With the exception of the stationary 32-foot cooler and a few island displays, the store’s layout changes frequently. “We want to properly highlight and display each of the different fruits and vegetables coming into the store throughout the seasons,” explains Matsinger.

The store creates centerpiece displays for new, different and/or seasonal produce. “With Linvilla’s Own produce, the sheer volume of displays is inspiring,” says Matsinger. “Visually, large displays of peaches, corn or apples are not something you see in the grocery store due to space constraints. We rearrange and create displays that are impressive visually, but also entice by their aroma.”

Merchandising can be accentuated by creative vision in a unique way. “Displays are frequently created around the produce, not the other way around,” he says. “People come to our farm market as a second stop to their regular grocery shopping, so we work hard to set ourselves apart by offering the highest quality product at competitive prices. It’s also important to us to keep abreast of the current trends in produce as well as merchandising.”


Linvilla’s purchasing varies seasonally, but focuses on quality. In the winter, it purchases about 80% from the Philadelphia Wholesale Produce Market (PWPM) and 20% from local or wholesalers, says Matsinger. During the spring and summer, 60% of produce comes from the farm and local growers and approximately 40% from the PWPM.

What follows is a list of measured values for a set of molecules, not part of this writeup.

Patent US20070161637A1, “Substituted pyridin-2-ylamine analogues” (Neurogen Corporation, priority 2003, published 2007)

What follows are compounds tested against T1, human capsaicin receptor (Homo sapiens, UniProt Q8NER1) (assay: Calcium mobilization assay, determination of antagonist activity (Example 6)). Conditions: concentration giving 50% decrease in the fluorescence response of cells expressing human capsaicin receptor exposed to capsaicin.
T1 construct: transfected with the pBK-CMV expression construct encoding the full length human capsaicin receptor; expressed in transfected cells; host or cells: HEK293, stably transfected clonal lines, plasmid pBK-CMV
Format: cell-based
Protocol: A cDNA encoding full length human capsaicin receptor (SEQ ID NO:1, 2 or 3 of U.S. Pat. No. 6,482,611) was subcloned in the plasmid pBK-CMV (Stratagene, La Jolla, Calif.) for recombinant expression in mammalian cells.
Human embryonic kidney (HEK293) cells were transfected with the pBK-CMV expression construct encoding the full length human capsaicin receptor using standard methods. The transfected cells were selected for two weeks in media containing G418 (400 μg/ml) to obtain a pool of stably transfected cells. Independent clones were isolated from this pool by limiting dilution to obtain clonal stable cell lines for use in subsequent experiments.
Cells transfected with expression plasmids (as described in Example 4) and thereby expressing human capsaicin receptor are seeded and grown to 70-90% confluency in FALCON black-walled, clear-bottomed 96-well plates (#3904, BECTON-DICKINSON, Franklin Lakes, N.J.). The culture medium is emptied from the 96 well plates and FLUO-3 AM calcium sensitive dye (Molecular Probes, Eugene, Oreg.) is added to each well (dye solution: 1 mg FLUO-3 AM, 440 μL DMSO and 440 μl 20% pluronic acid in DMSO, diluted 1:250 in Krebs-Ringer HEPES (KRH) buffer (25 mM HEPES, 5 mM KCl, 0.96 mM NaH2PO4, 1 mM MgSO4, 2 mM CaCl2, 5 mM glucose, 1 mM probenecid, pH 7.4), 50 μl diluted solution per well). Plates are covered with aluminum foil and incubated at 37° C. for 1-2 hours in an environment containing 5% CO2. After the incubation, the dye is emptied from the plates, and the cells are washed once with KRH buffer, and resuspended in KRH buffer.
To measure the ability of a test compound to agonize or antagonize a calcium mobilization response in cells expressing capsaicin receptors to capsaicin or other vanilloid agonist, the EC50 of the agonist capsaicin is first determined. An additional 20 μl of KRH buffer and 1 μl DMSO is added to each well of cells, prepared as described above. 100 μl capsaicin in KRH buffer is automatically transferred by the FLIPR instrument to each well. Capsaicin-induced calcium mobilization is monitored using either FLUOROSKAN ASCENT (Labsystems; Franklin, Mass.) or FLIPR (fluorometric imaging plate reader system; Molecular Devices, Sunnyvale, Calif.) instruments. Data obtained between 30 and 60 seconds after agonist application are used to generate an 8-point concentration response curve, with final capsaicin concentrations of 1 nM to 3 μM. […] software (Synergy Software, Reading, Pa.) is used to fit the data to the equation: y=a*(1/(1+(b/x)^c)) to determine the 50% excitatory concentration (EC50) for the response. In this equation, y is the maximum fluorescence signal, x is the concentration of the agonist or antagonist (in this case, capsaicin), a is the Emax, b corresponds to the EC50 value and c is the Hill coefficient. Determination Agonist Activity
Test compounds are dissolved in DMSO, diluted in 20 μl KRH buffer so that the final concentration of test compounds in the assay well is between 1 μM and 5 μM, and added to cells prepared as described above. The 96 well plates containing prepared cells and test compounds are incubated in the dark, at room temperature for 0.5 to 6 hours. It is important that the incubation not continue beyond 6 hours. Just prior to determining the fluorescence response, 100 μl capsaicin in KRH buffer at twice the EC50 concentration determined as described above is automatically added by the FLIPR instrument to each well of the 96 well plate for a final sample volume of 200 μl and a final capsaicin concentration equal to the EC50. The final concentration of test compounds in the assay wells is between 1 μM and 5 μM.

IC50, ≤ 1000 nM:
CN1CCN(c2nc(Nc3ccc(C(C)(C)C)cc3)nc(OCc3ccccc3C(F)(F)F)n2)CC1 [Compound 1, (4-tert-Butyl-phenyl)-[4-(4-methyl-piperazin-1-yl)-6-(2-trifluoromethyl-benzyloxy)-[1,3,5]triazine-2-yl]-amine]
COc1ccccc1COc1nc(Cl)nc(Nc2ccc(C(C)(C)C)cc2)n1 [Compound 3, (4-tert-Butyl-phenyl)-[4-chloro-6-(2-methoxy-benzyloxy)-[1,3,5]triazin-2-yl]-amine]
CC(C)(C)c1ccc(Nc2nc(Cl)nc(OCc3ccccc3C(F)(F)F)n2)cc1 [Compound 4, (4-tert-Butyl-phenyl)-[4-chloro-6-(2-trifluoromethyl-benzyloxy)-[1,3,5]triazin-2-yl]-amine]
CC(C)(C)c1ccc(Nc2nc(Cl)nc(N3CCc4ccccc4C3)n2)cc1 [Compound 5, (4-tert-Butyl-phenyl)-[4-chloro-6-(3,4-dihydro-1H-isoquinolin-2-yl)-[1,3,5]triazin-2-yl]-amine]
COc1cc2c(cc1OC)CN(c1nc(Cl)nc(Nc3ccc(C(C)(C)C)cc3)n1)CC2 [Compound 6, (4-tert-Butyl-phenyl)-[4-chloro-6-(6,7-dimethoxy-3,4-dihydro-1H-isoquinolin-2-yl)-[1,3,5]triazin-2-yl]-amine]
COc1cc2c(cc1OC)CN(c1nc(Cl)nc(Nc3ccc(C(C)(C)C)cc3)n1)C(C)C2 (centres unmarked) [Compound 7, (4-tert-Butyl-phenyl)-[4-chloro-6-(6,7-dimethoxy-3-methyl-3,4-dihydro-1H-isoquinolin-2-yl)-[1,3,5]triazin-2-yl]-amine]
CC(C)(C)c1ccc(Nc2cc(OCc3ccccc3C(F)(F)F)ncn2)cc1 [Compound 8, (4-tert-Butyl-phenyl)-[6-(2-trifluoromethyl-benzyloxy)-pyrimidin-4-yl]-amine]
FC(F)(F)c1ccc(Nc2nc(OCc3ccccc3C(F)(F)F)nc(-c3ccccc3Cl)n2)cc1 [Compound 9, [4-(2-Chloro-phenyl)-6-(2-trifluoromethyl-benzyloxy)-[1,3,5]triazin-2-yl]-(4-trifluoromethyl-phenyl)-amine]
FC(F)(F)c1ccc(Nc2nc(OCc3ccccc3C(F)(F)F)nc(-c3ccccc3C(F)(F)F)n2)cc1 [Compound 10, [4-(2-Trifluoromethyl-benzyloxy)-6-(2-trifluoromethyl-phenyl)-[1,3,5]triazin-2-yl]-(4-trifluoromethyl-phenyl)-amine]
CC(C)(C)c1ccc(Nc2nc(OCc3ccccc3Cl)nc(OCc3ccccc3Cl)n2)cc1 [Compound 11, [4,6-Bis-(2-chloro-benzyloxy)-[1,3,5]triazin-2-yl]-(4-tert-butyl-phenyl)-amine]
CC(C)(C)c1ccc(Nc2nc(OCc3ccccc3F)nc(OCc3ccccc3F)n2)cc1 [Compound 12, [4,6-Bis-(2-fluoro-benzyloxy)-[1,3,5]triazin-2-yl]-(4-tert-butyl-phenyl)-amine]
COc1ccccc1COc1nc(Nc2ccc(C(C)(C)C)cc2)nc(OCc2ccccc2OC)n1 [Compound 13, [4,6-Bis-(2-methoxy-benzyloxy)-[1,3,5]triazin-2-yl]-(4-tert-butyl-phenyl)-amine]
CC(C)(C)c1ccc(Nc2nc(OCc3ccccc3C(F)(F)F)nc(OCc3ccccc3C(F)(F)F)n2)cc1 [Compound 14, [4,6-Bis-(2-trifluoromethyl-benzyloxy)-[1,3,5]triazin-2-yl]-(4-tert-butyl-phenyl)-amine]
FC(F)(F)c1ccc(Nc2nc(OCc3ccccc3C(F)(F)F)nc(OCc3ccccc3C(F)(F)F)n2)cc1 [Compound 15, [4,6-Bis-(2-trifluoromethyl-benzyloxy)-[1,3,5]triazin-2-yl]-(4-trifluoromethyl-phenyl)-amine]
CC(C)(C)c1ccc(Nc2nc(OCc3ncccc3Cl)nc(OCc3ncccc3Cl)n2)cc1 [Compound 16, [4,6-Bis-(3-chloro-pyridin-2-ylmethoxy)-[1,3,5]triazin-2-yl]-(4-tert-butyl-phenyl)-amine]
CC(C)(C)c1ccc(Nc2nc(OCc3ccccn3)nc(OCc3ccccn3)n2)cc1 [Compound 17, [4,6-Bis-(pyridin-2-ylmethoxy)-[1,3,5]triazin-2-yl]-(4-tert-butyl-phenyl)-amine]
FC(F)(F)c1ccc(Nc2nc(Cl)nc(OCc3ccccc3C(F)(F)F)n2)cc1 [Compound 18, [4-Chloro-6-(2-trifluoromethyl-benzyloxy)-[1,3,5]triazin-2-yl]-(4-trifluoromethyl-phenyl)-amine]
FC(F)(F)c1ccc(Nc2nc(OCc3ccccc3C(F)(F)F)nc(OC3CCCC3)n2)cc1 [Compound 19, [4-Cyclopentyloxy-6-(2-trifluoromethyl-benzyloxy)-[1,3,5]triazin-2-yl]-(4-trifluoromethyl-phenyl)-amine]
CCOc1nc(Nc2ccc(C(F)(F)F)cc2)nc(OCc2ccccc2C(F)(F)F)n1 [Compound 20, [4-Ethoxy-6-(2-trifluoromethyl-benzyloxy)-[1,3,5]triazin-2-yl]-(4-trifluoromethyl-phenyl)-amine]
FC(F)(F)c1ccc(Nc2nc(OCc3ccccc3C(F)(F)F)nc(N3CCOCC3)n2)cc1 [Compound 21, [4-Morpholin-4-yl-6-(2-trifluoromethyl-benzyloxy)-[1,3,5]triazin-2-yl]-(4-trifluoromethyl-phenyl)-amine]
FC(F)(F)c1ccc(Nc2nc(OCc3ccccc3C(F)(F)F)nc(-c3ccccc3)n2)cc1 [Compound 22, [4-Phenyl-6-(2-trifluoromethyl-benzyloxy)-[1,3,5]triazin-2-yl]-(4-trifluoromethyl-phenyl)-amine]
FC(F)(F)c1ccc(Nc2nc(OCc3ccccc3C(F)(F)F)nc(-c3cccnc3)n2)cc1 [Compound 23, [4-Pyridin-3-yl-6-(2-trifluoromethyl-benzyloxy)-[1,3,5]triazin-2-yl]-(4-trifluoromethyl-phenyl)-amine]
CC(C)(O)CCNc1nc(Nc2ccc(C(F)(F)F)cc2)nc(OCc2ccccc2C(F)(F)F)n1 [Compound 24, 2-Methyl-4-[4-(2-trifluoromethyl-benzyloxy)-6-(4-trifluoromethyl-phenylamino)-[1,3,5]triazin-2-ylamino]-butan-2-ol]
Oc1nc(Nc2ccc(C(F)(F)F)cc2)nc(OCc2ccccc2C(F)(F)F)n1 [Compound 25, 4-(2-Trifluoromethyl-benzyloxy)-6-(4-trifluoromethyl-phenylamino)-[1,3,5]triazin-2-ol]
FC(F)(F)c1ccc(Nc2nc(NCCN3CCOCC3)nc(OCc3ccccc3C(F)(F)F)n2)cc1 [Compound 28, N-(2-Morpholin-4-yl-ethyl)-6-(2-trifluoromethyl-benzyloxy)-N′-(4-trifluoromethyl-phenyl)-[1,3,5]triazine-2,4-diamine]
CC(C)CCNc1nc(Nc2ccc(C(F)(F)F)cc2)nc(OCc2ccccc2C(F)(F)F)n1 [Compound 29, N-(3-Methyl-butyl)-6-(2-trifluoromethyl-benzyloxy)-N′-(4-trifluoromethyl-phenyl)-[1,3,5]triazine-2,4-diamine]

Linvilla’s has built deep-rooted relationships with the wholesalers and brokers at PWPM, says Matsinger, singling out the late Paul Labess, who was the operation’s purveyor for more than 20 years. “He consistently strived to provide us with the very best produce available so that we could maintain our reputation for quality,” says Matsinger.

“PWPM gives us every opportunity to expand our produce selection and provide consistent quality,” he says. “On the occasion that we find ourselves with a surplus of produce from a significant bumper crop, we have channels set up to sell our product at PWPM.”

Matsinger adds the farm also has an excellent relationship with John Vena Inc. (JVI), now the operation’s main wholesaler and distributor. He notes the team at JVI has opened many doors in terms of acquiring the harder-to-find specialty produce Linvilla enjoys sharing with customers.

As far as promotion and education, Linvilla regularly creates informational signage to educate customers on usage, taste, texture and nutritional benefits.

“We strive to educate customers about the nutritional and health benefits of produce and encourage healthy eating habits with fruit and vegetable consumption,” says Matsinger.

In addition to in-store promotions, the operation also uses its website and social media to promote produce and connect with consumers.